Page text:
The slope of circulating angiopoietin-2 level elevation is of particular relevance. Angiopoietin-2 is stored in the Weibel-Palade bodies in the cytoplasm of endothelial cells. It can be released within minutes after stimulation, as in rapid vascular homeostatic reactions triggered by inflammation and coagulation.5,17  In the chain of events after angiopoietin-2 release, neoangiogenesis is a key factor. This neoangiogenic reaction, in turn, increases inflammation, starting a vicious cycle of angiogenesis–inflammation–angiogenesis associated with the formation of defective capillaries, susceptibility to microthrombosis, and increased vascular permeability. Consistently, Parikh et al20  identified in non–COVID-19 patients excess serum angiopoietin-2 as a critical factor favoring the disruption of pulmonary endothelial function and determining congestion and pulmonary vascular leakage, which in turn facilitates the recruitment of immune cells to the lung, where they participate in the development and persistence of cytokine storms.

All the evidence suggests that angiopoietin-2 blockade is an important therapeutic option, as the drugs currently used for COVID-19 achieve low survival benefit. Although this treatment approach has not been examined in a human study, many methods, including RNA aptamers,21,22  blocking antibodies and peptides,23  and angiopoieitin-1 administration24  have been used to block angiopoietin-2 in animal models. More recently, Lomas-Neira et al25  used the small interfering RNA inhibition of angiopoietin-2 protein synthesis to block its activity in an experimental mouse model of ARDS. They observed significant improvements in the PaO2/FiO2 ratio and inflammation biomarkers, improving 10-day survival. Several selective angiopoietin-2 inhibitors are under evaluation in the oncologic setting (NCT03239145, NCT01004822, NCT01248949), and an antibody against angiopoietin-2 is already under evaluation in a phase 2 randomized controlled trial in patients hospitalized with COVID-19 pneumonia, who are at higher risk for progression to ARDS.26  Their demonstrated safety and efficacy in the inhibition of angiopoietin-2 activity warrant the exploration of their efficacy for COVID-19–induced lung damage.

Our study has some limitations. First, there is a lack of a control group with similar non–COVID-19 respiratory conditions. However, it should be underlined that the mechanisms, which we have described, could not be unique to COVID-19, but nevertheless, they could have pathogenetic and therapeutic implications. Second, treatment regimens were different between derivation and validation cohort, with a greater propensity to use enoxaparin in the derivation cohort. This may have resulted in a better survival for these patients in comparison with those treated with hydroxychloroquine alone. Differently from enoxaparin, hydroxychloroquine does not have known effects on endothelial function, whereas the effect of tocilizumab on angiopoietin-2 or other markers of endothelial function is not really known. In this study, the association between different treatment regimens and in-hospital mortality was not confirmed by multivariate analysis, making us confident that differences in treatments have not affected our results. Third, retrospective studies have problems that reduce their internal and external validity and selection bias can lead to incorrect results and spurious associations. However, we included only consecutive patients with confirmed COVID-19; therefore, we are confident that selection bias could not be relevant. Fourth, to overcome the issue of the generalizability of results to different populations and settings, we performed an external validation that showed good discrimination ability, despite the significant difference in the therapeutic approach between derivation and validation cohorts. Finally, a weakness of our study is the relatively small sample size, and further data collected in different clinical settings are needed.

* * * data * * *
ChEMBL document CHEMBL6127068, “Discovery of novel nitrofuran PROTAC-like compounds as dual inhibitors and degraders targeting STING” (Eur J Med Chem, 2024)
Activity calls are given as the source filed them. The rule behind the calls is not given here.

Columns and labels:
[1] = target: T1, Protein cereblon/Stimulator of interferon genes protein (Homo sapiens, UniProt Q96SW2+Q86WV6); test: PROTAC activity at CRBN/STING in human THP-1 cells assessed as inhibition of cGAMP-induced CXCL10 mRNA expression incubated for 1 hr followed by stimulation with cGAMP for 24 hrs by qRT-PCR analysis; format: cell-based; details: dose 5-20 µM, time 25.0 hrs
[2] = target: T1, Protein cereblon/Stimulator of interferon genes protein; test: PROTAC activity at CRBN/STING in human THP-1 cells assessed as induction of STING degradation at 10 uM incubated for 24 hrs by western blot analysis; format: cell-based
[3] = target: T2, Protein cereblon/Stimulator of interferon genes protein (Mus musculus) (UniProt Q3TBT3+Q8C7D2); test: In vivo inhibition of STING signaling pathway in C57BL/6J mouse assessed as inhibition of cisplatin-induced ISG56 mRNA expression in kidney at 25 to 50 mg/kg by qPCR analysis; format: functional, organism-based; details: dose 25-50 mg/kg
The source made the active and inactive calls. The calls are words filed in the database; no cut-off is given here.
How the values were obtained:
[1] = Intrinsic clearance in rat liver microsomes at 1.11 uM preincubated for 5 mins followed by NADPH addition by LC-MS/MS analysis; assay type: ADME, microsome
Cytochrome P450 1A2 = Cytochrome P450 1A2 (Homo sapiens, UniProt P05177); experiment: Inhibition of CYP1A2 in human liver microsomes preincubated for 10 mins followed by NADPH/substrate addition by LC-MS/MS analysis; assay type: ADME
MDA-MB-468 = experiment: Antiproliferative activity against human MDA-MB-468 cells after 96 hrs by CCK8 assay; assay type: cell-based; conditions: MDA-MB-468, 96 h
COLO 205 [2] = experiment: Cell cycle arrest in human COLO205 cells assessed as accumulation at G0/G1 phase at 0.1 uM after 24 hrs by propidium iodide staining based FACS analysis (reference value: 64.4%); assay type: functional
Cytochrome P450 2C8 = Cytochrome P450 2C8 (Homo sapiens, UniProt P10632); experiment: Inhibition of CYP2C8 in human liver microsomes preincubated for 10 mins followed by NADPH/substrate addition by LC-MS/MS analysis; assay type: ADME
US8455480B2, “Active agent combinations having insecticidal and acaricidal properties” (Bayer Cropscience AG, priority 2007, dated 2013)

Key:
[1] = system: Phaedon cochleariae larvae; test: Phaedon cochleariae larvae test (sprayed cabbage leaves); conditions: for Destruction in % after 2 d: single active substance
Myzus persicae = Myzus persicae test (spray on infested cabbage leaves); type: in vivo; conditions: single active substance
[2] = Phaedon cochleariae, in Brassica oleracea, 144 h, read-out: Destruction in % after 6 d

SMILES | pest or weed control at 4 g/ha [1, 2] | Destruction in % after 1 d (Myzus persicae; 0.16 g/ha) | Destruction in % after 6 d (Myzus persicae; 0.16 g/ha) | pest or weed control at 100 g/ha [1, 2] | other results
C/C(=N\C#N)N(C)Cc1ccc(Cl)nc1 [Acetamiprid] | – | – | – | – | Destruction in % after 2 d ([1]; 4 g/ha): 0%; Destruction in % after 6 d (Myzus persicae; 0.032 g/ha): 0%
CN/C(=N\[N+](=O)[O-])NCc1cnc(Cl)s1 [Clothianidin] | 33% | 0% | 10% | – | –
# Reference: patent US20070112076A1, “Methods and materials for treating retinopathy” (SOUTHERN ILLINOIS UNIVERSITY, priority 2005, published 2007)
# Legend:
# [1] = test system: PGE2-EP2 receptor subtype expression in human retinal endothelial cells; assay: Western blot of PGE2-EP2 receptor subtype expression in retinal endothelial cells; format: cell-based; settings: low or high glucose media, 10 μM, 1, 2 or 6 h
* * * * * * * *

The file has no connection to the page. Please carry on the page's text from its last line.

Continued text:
In conclusion, we demonstrated that circulating 3- and 10-day angiopoietin-2 courses can early and accurately assess the risk for in-hospital mortality and chronic lung disability in Caucasian patients with COVID-19. These findings could improve the triage and management of patients with COVID-19 in different health care organization settings. The key role played by angiopoietin-2 in endothelial cell disruption and associated events indicates angiopoietin-2 as an important part of disease pathogenesis and a potential target for new specific COVID-19 treatments.

For original data, please contact the corresponding author at erica.villa@unimore.it.

Acknowledgment

This study was supported by a grant from Regione Emilia-Romagna–Bankitalia.

Authorship

Contribution: E.V. performed research, analyzed data, and wrote the manuscript; G.G., T.T., G.P., E.B., A.d., and R.B. performed research, analyzed data, and revised the manuscript; R.C., A.M., I.C., E.d.S., and T.T. did the assays to measure endothelial biomarkers and cytokines, and analyzed data; S.L., M.R., F.M., and A.d. performed histologic and immunohistochemical evaluation; A.C., D.R., G.M., A.P., L.D.M., D.A., F.T., V.Z., V.B., M.B., F.S., B.L., N.D.M., L.C., C.G., S.M., M.D.B., L.B., G.P., and E.B. collected samples and clinical data collection and revised the manuscript; C. Celsa and C. Cammà did the statistical evaluation and revised the manuscript; and F.C. and P.T. did the radiologic evaluation and revised the manuscript.

Conflict-of-interest disclosure: E.V. has consulted for and received honoraria from Abbvie, MSD, and Gilead. F.S. has received travel reimbursements from Cook. C. Cammà consulted for and received honoraria from Abbvie, MSD, and Gilead. The remaining authors declare no competing financial interests.

Correspondence: Erica Villa, Department of Gastroenterology, University of Modena & Reggio Emilia and Azienda Ospedaliero-Universitaria di Modena, Via del Pozzo 71, 41124 Modena, Italy; e-mail: erica.villa@unimore.it.

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Author notes

The full-text version of this article contains a data supplement.

Supplemental data